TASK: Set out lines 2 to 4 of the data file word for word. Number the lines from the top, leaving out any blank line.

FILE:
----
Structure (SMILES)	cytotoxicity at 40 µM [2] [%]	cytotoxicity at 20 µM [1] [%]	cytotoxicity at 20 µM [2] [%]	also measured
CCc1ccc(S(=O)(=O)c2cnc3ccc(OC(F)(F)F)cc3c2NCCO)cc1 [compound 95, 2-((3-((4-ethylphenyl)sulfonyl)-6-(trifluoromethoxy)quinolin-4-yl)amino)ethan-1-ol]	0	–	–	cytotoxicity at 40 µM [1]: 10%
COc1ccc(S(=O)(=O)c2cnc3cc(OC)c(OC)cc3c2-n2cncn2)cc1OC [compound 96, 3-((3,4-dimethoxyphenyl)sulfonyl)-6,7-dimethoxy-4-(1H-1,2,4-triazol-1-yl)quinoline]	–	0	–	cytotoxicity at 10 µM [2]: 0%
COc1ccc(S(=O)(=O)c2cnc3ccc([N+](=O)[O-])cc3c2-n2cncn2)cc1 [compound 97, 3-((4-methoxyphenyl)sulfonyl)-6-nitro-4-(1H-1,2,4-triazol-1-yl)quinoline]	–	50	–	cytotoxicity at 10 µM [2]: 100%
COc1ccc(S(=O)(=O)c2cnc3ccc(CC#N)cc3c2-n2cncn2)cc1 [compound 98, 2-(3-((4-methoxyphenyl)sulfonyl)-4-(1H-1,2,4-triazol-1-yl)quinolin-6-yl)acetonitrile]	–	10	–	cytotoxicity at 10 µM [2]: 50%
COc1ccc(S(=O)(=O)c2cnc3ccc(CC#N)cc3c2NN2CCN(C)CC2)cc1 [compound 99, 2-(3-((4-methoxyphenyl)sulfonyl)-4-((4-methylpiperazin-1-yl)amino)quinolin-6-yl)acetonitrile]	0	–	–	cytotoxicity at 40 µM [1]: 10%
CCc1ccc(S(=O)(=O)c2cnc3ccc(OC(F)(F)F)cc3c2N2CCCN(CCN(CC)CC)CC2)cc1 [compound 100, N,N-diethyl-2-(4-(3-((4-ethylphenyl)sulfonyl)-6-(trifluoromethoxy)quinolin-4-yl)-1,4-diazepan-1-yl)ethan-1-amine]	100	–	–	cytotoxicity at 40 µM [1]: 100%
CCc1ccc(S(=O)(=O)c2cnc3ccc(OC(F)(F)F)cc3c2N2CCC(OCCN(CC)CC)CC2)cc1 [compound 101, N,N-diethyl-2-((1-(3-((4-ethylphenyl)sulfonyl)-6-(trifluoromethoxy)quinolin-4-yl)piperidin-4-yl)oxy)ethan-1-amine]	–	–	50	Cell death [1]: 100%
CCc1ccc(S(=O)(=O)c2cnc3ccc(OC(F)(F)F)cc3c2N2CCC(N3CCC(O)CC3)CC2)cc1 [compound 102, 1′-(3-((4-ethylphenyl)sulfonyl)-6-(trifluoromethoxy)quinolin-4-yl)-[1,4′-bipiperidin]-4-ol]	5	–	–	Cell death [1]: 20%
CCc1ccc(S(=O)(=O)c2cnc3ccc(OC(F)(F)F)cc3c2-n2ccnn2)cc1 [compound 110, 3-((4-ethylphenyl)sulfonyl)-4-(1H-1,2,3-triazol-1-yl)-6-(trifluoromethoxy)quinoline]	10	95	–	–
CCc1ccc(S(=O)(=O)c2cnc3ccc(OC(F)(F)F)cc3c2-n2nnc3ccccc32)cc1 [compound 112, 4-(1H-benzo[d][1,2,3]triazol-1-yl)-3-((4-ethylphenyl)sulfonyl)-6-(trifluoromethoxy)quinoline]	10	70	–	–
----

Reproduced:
CCc1ccc(S(=O)(=O)c2cnc3ccc(OC(F)(F)F)cc3c2NCCO)cc1 [compound 95, 2-((3-((4-ethylphenyl)sulfonyl)-6-(trifluoromethoxy)quinolin-4-yl)amino)ethan-1-ol]	0	–	–	cytotoxicity at 40 µM [1]: 10%
COc1ccc(S(=O)(=O)c2cnc3cc(OC)c(OC)cc3c2-n2cncn2)cc1OC [compound 96, 3-((3,4-dimethoxyphenyl)sulfonyl)-6,7-dimethoxy-4-(1H-1,2,4-triazol-1-yl)quinoline]	–	0	–	cytotoxicity at 10 µM [2]: 0%
COc1ccc(S(=O)(=O)c2cnc3ccc([N+](=O)[O-])cc3c2-n2cncn2)cc1 [compound 97, 3-((4-methoxyphenyl)sulfonyl)-6-nitro-4-(1H-1,2,4-triazol-1-yl)quinoline]	–	50	–	cytotoxicity at 10 µM [2]: 100%